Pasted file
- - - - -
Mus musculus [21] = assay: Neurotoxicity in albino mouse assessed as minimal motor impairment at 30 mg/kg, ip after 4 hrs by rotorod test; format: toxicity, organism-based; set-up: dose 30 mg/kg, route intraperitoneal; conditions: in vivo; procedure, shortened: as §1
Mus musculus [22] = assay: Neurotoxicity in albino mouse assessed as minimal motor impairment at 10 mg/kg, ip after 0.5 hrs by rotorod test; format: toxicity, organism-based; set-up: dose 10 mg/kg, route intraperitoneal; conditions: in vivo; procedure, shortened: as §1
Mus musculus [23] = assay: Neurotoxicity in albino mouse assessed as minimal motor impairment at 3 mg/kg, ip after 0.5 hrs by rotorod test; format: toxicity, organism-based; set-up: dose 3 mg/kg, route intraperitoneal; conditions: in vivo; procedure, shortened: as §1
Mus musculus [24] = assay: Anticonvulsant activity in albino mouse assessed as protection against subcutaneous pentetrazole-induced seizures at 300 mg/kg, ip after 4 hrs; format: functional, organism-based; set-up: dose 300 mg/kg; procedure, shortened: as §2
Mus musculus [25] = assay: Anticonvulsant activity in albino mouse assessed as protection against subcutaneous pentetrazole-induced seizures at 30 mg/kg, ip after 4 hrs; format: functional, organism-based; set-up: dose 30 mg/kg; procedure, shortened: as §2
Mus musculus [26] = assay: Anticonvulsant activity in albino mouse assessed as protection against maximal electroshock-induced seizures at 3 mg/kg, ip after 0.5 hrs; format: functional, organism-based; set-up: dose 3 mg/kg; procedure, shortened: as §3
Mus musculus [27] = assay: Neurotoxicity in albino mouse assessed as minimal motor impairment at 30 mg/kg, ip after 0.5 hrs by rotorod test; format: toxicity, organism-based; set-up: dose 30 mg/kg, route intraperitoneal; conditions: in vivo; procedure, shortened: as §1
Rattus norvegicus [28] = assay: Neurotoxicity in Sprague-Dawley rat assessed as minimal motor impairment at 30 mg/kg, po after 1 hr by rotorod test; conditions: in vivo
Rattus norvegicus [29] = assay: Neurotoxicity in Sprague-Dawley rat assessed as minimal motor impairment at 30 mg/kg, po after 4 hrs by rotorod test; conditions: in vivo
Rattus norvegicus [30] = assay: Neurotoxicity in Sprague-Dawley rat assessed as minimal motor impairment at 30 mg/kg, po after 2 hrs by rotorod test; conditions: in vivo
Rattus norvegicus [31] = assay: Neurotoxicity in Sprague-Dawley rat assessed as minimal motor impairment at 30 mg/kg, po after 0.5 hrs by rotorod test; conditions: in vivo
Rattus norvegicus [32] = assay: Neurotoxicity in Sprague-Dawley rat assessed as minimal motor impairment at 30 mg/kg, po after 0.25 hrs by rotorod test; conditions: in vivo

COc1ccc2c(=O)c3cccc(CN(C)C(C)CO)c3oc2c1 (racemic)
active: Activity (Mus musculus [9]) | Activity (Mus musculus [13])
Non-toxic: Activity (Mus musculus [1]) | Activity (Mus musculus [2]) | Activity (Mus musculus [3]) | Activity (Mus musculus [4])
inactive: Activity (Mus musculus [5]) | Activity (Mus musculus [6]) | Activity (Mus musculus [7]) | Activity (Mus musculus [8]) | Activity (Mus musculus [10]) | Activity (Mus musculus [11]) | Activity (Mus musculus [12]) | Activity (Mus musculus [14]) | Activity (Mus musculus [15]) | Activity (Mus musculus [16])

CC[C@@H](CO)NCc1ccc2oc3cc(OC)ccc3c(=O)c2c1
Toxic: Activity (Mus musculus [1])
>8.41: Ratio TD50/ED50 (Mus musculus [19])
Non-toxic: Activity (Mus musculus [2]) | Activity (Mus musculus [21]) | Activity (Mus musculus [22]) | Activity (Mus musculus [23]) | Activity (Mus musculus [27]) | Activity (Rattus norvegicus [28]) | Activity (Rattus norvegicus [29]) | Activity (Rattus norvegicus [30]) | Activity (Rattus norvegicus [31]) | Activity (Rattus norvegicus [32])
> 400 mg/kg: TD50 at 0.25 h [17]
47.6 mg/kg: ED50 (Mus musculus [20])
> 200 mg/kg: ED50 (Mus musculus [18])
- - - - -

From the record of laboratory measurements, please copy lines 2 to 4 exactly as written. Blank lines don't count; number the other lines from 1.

Mus musculus [22] = assay: Neurotoxicity in albino mouse assessed as minimal motor impairment at 10 mg/kg, ip after 0.5 hrs by rotorod test; format: toxicity, organism-based; set-up: dose 10 mg/kg, route intraperitoneal; conditions: in vivo; procedure, shortened: as §1
Mus musculus [23] = assay: Neurotoxicity in albino mouse assessed as minimal motor impairment at 3 mg/kg, ip after 0.5 hrs by rotorod test; format: toxicity, organism-based; set-up: dose 3 mg/kg, route intraperitoneal; conditions: in vivo; procedure, shortened: as §1
Mus musculus [24] = assay: Anticonvulsant activity in albino mouse assessed as protection against subcutaneous pentetrazole-induced seizures at 300 mg/kg, ip after 4 hrs; format: functional, organism-based; set-up: dose 300 mg/kg; procedure, shortened: as §2